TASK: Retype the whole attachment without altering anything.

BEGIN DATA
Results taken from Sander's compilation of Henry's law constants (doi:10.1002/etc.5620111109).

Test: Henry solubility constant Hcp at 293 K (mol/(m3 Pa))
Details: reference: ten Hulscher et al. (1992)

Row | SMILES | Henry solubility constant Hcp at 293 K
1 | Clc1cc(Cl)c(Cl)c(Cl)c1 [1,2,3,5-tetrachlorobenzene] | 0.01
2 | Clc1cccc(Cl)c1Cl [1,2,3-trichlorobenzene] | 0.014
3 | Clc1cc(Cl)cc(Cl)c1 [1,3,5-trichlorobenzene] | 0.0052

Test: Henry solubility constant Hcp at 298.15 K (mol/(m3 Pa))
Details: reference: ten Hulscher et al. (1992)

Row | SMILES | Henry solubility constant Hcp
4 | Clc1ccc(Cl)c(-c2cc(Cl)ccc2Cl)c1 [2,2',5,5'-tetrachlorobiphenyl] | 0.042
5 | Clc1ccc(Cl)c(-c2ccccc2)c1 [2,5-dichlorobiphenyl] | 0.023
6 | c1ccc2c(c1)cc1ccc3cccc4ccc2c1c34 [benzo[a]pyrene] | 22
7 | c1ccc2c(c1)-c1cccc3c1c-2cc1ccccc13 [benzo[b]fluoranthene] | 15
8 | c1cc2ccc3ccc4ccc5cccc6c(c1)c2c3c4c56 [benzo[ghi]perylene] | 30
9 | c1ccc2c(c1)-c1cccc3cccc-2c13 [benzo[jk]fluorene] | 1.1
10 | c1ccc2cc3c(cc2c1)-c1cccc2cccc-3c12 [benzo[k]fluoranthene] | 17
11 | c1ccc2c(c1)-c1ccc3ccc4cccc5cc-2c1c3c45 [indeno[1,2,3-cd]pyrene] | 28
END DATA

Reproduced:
Results taken from Sander's compilation of Henry's law constants (doi:10.1002/etc.5620111109).

Test: Henry solubility constant Hcp at 293 K (mol/(m3 Pa))
Details: reference: ten Hulscher et al. (1992)

Row | SMILES | Henry solubility constant Hcp at 293 K
1 | Clc1cc(Cl)c(Cl)c(Cl)c1 [1,2,3,5-tetrachlorobenzene] | 0.01
2 | Clc1cccc(Cl)c1Cl [1,2,3-trichlorobenzene] | 0.014
3 | Clc1cc(Cl)cc(Cl)c1 [1,3,5-trichlorobenzene] | 0.0052

Test: Henry solubility constant Hcp at 298.15 K (mol/(m3 Pa))
Details: reference: ten Hulscher et al. (1992)

Row | SMILES | Henry solubility constant Hcp
4 | Clc1ccc(Cl)c(-c2cc(Cl)ccc2Cl)c1 [2,2',5,5'-tetrachlorobiphenyl] | 0.042
5 | Clc1ccc(Cl)c(-c2ccccc2)c1 [2,5-dichlorobiphenyl] | 0.023
6 | c1ccc2c(c1)cc1ccc3cccc4ccc2c1c34 [benzo[a]pyrene] | 22
7 | c1ccc2c(c1)-c1cccc3c1c-2cc1ccccc13 [benzo[b]fluoranthene] | 15
8 | c1cc2ccc3ccc4ccc5cccc6c(c1)c2c3c4c56 [benzo[ghi]perylene] | 30
9 | c1ccc2c(c1)-c1cccc3cccc-2c13 [benzo[jk]fluorene] | 1.1
10 | c1ccc2cc3c(cc2c1)-c1cccc2cccc-3c12 [benzo[k]fluoranthene] | 17
11 | c1ccc2c(c1)-c1ccc3ccc4cccc5cc-2c1c3c45 [indeno[1,2,3-cd]pyrene] | 28